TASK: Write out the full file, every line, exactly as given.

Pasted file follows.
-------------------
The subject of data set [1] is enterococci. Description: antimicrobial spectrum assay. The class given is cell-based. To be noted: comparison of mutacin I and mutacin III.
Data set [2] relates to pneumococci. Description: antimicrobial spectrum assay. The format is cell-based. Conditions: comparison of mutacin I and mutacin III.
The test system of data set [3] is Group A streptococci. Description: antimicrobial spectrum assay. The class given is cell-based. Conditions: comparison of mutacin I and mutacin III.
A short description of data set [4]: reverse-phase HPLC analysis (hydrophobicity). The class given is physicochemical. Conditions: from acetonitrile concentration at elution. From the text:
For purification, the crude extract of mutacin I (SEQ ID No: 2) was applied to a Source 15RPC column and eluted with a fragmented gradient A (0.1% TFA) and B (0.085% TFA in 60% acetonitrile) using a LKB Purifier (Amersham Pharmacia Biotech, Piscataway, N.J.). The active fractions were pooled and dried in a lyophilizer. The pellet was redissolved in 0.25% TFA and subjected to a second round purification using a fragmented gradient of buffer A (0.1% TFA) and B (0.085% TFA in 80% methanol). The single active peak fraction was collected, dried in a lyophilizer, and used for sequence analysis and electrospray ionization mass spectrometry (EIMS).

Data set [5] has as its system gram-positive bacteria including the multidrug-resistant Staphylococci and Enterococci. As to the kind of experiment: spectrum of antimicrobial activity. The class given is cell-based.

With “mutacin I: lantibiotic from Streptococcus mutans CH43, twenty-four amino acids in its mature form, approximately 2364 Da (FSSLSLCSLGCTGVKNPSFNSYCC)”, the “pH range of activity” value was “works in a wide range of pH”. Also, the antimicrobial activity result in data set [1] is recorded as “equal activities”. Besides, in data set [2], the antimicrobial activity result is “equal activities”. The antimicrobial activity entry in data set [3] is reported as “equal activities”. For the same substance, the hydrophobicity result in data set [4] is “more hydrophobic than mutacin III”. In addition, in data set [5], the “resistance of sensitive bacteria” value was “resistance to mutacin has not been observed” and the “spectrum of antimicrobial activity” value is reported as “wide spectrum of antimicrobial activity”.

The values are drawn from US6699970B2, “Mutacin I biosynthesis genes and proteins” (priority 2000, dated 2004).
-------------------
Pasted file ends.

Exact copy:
The subject of data set [1] is enterococci. Description: antimicrobial spectrum assay. The class given is cell-based. To be noted: comparison of mutacin I and mutacin III.
Data set [2] relates to pneumococci. Description: antimicrobial spectrum assay. The format is cell-based. Conditions: comparison of mutacin I and mutacin III.
The test system of data set [3] is Group A streptococci. Description: antimicrobial spectrum assay. The class given is cell-based. Conditions: comparison of mutacin I and mutacin III.
A short description of data set [4]: reverse-phase HPLC analysis (hydrophobicity). The class given is physicochemical. Conditions: from acetonitrile concentration at elution. From the text:
For purification, the crude extract of mutacin I (SEQ ID No: 2) was applied to a Source 15RPC column and eluted with a fragmented gradient A (0.1% TFA) and B (0.085% TFA in 60% acetonitrile) using a LKB Purifier (Amersham Pharmacia Biotech, Piscataway, N.J.). The active fractions were pooled and dried in a lyophilizer. The pellet was redissolved in 0.25% TFA and subjected to a second round purification using a fragmented gradient of buffer A (0.1% TFA) and B (0.085% TFA in 80% methanol). The single active peak fraction was collected, dried in a lyophilizer, and used for sequence analysis and electrospray ionization mass spectrometry (EIMS).

Data set [5] has as its system gram-positive bacteria including the multidrug-resistant Staphylococci and Enterococci. As to the kind of experiment: spectrum of antimicrobial activity. The class given is cell-based.

With “mutacin I: lantibiotic from Streptococcus mutans CH43, twenty-four amino acids in its mature form, approximately 2364 Da (FSSLSLCSLGCTGVKNPSFNSYCC)”, the “pH range of activity” value was “works in a wide range of pH”. Also, the antimicrobial activity result in data set [1] is recorded as “equal activities”. Besides, in data set [2], the antimicrobial activity result is “equal activities”. The antimicrobial activity entry in data set [3] is reported as “equal activities”. For the same substance, the hydrophobicity result in data set [4] is “more hydrophobic than mutacin III”. In addition, in data set [5], the “resistance of sensitive bacteria” value was “resistance to mutacin has not been observed” and the “spectrum of antimicrobial activity” value is reported as “wide spectrum of antimicrobial activity”.

The values are drawn from US6699970B2, “Mutacin I biosynthesis genes and proteins” (priority 2000, dated 2004).